I was sitting in the back seat of my dad’s Toyota, trying to convince him that I didn’t really need to go to school after my early morning visit to the dentist.
Just as I was about to launch into my final appeal, my dad shushed me and leaned in, turning up the volume on the radio.
It was Sept. 11, 2001, and although I was in elementary school, I could tell he was shocked and horrified — something big had happened.
I couldn’t quite grasp the enormity of the event at that age, but I began to make sense of 9/11 through my parents’ reactions to what happened over the coming weeks and months.
Sept. 11 was a defining moment in US history — one that continues to influence our politics and foreign policy.
It’s also a defining moment for many people — I can remember how my life as an Indian American changed after the tragedy. Questions like “where are you really from?” became much more common.
But there’s a whole generation of people born after 9/11 who are only beginning to grapple with what it means — and they’re mostly learning about it through their history books.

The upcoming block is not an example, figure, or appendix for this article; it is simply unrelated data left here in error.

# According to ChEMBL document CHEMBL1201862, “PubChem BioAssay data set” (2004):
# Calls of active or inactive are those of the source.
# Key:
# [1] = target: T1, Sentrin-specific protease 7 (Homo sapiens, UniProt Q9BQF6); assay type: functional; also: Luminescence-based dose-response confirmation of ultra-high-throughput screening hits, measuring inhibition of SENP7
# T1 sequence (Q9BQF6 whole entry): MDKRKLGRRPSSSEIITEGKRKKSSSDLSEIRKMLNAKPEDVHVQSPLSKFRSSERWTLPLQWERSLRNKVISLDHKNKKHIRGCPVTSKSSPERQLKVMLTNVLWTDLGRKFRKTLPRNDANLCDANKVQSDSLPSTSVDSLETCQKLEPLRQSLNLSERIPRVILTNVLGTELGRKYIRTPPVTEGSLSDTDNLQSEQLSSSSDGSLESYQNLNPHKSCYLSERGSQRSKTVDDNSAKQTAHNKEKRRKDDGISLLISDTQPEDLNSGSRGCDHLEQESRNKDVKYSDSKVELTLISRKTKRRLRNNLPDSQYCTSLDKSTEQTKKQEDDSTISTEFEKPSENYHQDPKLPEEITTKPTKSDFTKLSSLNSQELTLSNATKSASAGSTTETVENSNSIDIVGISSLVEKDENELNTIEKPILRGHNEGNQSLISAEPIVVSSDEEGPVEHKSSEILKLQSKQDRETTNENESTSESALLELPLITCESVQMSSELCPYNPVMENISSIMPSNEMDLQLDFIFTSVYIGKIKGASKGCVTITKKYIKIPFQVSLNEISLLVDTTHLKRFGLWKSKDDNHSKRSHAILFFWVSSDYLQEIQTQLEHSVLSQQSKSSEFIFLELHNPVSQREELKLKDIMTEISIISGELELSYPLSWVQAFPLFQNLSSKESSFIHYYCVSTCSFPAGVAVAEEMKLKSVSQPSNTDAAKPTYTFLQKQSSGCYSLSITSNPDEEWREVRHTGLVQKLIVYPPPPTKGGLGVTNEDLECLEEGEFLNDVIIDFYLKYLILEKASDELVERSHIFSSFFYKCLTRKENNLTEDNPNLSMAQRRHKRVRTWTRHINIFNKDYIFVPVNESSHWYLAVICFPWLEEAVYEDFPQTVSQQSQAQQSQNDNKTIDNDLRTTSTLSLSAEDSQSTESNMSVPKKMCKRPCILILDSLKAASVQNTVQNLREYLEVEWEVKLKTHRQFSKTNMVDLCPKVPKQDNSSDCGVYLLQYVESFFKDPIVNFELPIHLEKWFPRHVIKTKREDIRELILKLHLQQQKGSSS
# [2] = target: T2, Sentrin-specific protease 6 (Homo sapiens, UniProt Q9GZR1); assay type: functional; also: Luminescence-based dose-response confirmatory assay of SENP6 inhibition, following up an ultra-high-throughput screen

My little sister Chaitra is one of them. She was born about two months after 9/11, and is now a sophomore in high school.
Chaitra tells me that she only had a hazy idea of what took place that day when she was younger, but she always knew that it was different than other recent events in history because of the way people spoke about it.
She says it became more real to her when she was officially taught about 9/11 in her 7th grade history class. They watched a video in which families spoke about loved ones who died when the towers fell.
Chaitra says there’s more she’d like to learn about 9/11 that she hasn’t been taught. “The bigger picture, instead of just the little details, and the aftermath of [Sept. 11]. I want to be able to see more points of view on the subject.”
You can listen to the interview with The World's Amulya Shankar and her sister Chaitra above.